Guilt is a four-letter-word (and other musings after an unexpected diabetic death)
Yesterday was a rough one. I euthanized three cats (due to FeLV, FIV and a case of complicated diabetes). That’s more than usual. Though all were tearful, morale-crushing events, the last of these held out a silver lining for us to marvel at long after the end of this depressing day.
Meesy was a beautiful, undemanding, even-tempered Siamese girl only a decade old. She’d been losing weight over the past few weeks and diabetes had been diagnosed. In spite of the standard diabetic cat protocol, Meesy had suddenly begun to decline rapidly this week. She was no longer responding to the medications and she’d suddenly become seriously weak and dehydrated.
We’d hospitalized her for fluid administration and blood sugar monitoring, hoping to transfer her to an internal medicine specialist in the morning, but her condition had rapidly deteriorated overnight. Once a Siamese with a brash, tuneless voice, Meesy’s cries were now faint, plaintive and pitiful. She was too weak even to swallow food.
Meesy’s owners are pragmatic academic types. They’d been devouring the feline diabetes community website I’d recommended (felinediabetes.com) and had become well versed in the issues surrounding this complex illness. They knew what they’d be up against and their demanding family, work and travel schedule had already weighed heavily on them when deciding how Meesy’s care would be undertaken.
In most cases like this, a family looks at their resources (time, schedules and finances) and often decides not to take on the care of a diabetic. They understand that psychological devotion to their pet and her care is not enough. Their life, work and family schedules must also change—sometimes too dramatically for a family to undertake without life-altering stress.
That’s why guilt is often a huge variable in this equation. Hard-working, heavily-traveling families can’t always change their complex lives on a dime to begin treating a very sick cat, much as they dearly love her—not when the vagaries of a disease process render her care extra-unpredictable. And here’s where guilt wins out and families often reach beyond their means to stem the tide of their loved-one’s decline.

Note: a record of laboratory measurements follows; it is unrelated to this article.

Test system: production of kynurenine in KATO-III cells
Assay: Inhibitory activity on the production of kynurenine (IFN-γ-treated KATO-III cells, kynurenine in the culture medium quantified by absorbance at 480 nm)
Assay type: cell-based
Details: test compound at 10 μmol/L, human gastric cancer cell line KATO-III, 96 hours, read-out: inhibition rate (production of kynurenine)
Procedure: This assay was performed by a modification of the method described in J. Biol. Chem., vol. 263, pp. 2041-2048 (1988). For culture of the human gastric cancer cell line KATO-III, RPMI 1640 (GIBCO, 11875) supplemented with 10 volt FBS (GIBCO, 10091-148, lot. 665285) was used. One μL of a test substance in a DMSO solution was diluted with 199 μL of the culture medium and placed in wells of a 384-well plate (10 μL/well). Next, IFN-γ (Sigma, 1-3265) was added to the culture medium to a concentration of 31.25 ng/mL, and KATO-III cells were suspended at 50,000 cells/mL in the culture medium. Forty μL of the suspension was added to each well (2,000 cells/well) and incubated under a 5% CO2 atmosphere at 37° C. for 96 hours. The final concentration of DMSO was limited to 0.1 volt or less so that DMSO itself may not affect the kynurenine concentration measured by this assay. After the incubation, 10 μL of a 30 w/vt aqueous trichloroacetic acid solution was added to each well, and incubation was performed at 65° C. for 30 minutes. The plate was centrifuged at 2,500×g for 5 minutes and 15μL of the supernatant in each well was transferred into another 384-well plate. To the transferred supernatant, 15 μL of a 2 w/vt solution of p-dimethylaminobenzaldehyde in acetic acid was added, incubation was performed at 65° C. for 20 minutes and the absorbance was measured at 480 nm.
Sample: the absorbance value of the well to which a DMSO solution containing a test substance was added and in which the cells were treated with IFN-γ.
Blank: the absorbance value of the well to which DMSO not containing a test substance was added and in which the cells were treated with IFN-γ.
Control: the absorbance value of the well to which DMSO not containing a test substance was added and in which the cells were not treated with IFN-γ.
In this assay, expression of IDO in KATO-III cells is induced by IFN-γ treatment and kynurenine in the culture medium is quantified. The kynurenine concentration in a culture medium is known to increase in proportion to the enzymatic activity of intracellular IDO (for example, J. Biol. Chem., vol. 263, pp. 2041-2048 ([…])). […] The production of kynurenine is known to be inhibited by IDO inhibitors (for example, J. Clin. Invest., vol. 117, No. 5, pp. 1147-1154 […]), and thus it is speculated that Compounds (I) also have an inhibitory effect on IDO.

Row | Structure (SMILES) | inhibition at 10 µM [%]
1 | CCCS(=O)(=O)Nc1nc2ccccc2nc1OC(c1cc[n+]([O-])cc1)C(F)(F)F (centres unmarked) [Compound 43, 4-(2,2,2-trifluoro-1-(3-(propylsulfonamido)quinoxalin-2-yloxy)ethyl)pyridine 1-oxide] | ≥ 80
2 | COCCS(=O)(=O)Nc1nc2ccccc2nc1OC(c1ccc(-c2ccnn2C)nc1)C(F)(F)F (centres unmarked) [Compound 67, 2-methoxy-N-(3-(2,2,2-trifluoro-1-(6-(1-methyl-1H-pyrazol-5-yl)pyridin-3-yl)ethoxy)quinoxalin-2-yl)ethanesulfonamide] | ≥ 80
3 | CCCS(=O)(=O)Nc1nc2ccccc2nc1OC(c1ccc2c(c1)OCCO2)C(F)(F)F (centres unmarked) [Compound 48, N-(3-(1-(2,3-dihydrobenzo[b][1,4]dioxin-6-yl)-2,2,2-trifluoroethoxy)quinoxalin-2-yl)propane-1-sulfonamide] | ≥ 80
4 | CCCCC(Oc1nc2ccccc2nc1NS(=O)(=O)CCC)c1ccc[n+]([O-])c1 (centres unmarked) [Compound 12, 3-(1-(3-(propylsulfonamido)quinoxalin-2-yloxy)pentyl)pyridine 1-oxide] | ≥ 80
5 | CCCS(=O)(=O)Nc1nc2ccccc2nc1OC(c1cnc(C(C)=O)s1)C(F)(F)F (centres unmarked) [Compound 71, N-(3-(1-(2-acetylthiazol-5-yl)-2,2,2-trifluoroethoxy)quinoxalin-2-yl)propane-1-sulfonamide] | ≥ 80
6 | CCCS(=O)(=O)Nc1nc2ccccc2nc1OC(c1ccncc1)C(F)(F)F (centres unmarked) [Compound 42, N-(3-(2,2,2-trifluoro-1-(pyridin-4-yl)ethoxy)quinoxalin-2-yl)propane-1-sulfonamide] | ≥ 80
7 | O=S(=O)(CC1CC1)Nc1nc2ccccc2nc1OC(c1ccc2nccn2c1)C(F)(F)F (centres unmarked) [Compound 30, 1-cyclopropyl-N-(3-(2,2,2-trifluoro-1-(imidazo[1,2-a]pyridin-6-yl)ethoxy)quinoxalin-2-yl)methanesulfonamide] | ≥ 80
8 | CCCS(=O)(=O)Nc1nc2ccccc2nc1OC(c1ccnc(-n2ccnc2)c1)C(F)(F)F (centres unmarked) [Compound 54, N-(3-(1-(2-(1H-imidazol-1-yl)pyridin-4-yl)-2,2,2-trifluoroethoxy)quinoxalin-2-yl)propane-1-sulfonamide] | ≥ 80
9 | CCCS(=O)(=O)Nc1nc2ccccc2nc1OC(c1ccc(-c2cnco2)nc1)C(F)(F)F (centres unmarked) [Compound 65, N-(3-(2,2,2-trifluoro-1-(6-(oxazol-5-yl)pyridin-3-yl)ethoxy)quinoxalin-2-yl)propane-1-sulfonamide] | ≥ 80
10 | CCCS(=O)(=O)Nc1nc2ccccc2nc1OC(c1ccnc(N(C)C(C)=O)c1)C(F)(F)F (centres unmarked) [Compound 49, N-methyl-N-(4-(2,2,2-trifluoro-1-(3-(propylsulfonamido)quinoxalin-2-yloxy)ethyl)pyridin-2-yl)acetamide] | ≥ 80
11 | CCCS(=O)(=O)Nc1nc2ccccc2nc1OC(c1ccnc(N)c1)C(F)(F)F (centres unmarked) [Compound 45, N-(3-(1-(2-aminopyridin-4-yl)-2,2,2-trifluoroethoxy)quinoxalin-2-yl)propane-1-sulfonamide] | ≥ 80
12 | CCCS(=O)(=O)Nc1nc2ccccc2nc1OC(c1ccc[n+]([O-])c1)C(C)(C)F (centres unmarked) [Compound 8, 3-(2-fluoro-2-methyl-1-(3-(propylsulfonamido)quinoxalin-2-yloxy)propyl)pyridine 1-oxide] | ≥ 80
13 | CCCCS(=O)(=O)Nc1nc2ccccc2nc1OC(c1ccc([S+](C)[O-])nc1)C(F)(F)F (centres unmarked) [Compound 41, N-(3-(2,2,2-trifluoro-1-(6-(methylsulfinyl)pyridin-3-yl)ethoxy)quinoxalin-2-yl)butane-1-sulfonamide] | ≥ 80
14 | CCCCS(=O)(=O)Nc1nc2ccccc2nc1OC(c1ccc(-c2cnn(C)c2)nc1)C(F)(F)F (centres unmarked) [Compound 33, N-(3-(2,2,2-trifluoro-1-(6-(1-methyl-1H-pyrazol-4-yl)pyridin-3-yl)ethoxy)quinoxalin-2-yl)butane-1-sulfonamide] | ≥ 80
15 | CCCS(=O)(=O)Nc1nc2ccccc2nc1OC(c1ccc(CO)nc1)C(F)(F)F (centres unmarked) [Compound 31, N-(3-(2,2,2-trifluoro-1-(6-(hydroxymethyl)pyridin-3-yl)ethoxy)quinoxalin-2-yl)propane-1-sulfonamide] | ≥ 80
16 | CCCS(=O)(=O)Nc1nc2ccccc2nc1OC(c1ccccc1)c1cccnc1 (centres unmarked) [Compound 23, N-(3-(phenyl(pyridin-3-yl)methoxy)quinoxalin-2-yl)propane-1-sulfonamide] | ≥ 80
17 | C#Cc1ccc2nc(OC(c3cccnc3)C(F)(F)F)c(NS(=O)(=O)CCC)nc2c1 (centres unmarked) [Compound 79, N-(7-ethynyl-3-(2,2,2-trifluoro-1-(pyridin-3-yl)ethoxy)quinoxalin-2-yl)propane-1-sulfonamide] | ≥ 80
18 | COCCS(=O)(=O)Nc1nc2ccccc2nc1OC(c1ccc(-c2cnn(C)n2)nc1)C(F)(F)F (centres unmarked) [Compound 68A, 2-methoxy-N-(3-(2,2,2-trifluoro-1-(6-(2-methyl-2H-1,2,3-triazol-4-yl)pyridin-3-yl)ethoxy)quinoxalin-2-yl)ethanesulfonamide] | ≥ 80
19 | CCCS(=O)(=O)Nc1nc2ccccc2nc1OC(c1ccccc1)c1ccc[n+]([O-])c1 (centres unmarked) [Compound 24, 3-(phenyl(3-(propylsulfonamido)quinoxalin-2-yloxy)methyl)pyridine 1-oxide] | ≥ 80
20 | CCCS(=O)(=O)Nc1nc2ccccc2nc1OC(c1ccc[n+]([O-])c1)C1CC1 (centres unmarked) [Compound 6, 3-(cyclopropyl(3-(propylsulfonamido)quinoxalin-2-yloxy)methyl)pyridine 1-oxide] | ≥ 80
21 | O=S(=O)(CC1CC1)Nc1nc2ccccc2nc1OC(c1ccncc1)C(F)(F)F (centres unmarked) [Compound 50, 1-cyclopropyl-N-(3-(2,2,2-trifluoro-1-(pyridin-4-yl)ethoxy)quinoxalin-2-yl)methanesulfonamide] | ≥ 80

Meesy’s case was by-the-book on the guilt thing. The family tried to reach beyond their limits to start the insulin carefully. But her case was not responding to their ministrations as planned, ad now they’d decided to euthanize her.
Tearfully, they came to the hospital and sat by her cage-side in her final moments. Fatefully, though, they could not bring themselves to have the thoroughly good cry they came for. The stray kitten in the cage next door kept reaching out and grabbing hold of their sweaters with her outstretched paws.
In the end, Meesy crossed the Rainbow Bridge and Turkey Sandwich (yes, that’s her name) found her way to a new home. Predictably, however, guilt trailed the owners out the door:
“Do you think we’re bad people for leaving one cat behind and taking another?”
My take? Guilt is a four-letter word. It’s a social human construct which has no place in a veterinary hospital under any circumstances where adoption is the end result. I, too, adopted my Sophie Sue not twelve hours after my former Frenchie exited this world. Sometimes connections just happen and we’d be stupid humans to ignore them based on silly impediments like self-flagellating guilt.
Sure, I can understand the pain of loss and the guilt that attends euthanasia in so many cases. But in my book, rescuing a kitten from the daily boredom and confinement of an animal hospital automatically frees you of this self-imposed torment.